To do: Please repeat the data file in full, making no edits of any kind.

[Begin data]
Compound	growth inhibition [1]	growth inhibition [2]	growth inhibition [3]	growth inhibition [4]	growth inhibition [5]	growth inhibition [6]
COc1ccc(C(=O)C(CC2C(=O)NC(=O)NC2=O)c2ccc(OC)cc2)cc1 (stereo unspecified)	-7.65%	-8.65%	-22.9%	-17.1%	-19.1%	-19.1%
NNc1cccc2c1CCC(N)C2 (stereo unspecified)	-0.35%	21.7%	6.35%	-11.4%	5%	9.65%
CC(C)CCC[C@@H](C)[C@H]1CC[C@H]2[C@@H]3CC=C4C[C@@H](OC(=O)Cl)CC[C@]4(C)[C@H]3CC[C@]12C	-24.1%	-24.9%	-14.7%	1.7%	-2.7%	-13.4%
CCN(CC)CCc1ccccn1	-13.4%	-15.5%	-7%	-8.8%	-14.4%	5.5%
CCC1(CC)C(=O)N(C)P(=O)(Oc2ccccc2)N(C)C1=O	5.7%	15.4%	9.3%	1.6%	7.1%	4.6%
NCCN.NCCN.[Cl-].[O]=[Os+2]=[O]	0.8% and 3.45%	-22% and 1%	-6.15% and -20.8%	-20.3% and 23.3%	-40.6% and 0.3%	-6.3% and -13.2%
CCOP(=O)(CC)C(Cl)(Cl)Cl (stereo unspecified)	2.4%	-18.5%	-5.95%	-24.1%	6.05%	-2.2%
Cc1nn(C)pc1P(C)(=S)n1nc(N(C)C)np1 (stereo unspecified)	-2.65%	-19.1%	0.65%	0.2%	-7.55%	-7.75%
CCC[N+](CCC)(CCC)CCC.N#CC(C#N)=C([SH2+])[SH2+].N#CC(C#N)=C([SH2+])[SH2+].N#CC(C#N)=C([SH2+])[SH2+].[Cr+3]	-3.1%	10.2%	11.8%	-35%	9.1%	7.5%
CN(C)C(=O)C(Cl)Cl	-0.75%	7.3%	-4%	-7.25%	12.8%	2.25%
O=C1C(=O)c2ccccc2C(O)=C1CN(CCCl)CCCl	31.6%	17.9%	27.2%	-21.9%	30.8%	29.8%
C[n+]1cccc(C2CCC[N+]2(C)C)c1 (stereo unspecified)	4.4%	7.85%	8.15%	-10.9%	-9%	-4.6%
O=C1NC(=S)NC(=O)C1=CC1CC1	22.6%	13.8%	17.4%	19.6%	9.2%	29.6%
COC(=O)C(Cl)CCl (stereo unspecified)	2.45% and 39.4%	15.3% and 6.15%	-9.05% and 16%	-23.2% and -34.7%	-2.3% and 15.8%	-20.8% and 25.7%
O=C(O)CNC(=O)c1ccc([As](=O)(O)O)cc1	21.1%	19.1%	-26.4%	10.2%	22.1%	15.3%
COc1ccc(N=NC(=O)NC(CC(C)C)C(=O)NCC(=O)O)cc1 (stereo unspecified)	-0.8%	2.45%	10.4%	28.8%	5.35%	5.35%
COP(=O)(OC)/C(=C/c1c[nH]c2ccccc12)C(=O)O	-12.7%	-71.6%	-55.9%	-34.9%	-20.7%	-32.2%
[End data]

Compound	growth inhibition [1]	growth inhibition [2]	growth inhibition [3]	growth inhibition [4]	growth inhibition [5]	growth inhibition [6]
COc1ccc(C(=O)C(CC2C(=O)NC(=O)NC2=O)c2ccc(OC)cc2)cc1 (stereo unspecified)	-7.65%	-8.65%	-22.9%	-17.1%	-19.1%	-19.1%
NNc1cccc2c1CCC(N)C2 (stereo unspecified)	-0.35%	21.7%	6.35%	-11.4%	5%	9.65%
CC(C)CCC[C@@H](C)[C@H]1CC[C@H]2[C@@H]3CC=C4C[C@@H](OC(=O)Cl)CC[C@]4(C)[C@H]3CC[C@]12C	-24.1%	-24.9%	-14.7%	1.7%	-2.7%	-13.4%
CCN(CC)CCc1ccccn1	-13.4%	-15.5%	-7%	-8.8%	-14.4%	5.5%
CCC1(CC)C(=O)N(C)P(=O)(Oc2ccccc2)N(C)C1=O	5.7%	15.4%	9.3%	1.6%	7.1%	4.6%
NCCN.NCCN.[Cl-].[O]=[Os+2]=[O]	0.8% and 3.45%	-22% and 1%	-6.15% and -20.8%	-20.3% and 23.3%	-40.6% and 0.3%	-6.3% and -13.2%
CCOP(=O)(CC)C(Cl)(Cl)Cl (stereo unspecified)	2.4%	-18.5%	-5.95%	-24.1%	6.05%	-2.2%
Cc1nn(C)pc1P(C)(=S)n1nc(N(C)C)np1 (stereo unspecified)	-2.65%	-19.1%	0.65%	0.2%	-7.55%	-7.75%
CCC[N+](CCC)(CCC)CCC.N#CC(C#N)=C([SH2+])[SH2+].N#CC(C#N)=C([SH2+])[SH2+].N#CC(C#N)=C([SH2+])[SH2+].[Cr+3]	-3.1%	10.2%	11.8%	-35%	9.1%	7.5%
CN(C)C(=O)C(Cl)Cl	-0.75%	7.3%	-4%	-7.25%	12.8%	2.25%
O=C1C(=O)c2ccccc2C(O)=C1CN(CCCl)CCCl	31.6%	17.9%	27.2%	-21.9%	30.8%	29.8%
C[n+]1cccc(C2CCC[N+]2(C)C)c1 (stereo unspecified)	4.4%	7.85%	8.15%	-10.9%	-9%	-4.6%
O=C1NC(=S)NC(=O)C1=CC1CC1	22.6%	13.8%	17.4%	19.6%	9.2%	29.6%
COC(=O)C(Cl)CCl (stereo unspecified)	2.45% and 39.4%	15.3% and 6.15%	-9.05% and 16%	-23.2% and -34.7%	-2.3% and 15.8%	-20.8% and 25.7%
O=C(O)CNC(=O)c1ccc([As](=O)(O)O)cc1	21.1%	19.1%	-26.4%	10.2%	22.1%	15.3%
COc1ccc(N=NC(=O)NC(CC(C)C)C(=O)NCC(=O)O)cc1 (stereo unspecified)	-0.8%	2.45%	10.4%	28.8%	5.35%	5.35%
COP(=O)(OC)/C(=C/c1c[nH]c2ccccc12)C(=O)O	-12.7%	-71.6%	-55.9%	-34.9%	-20.7%	-32.2%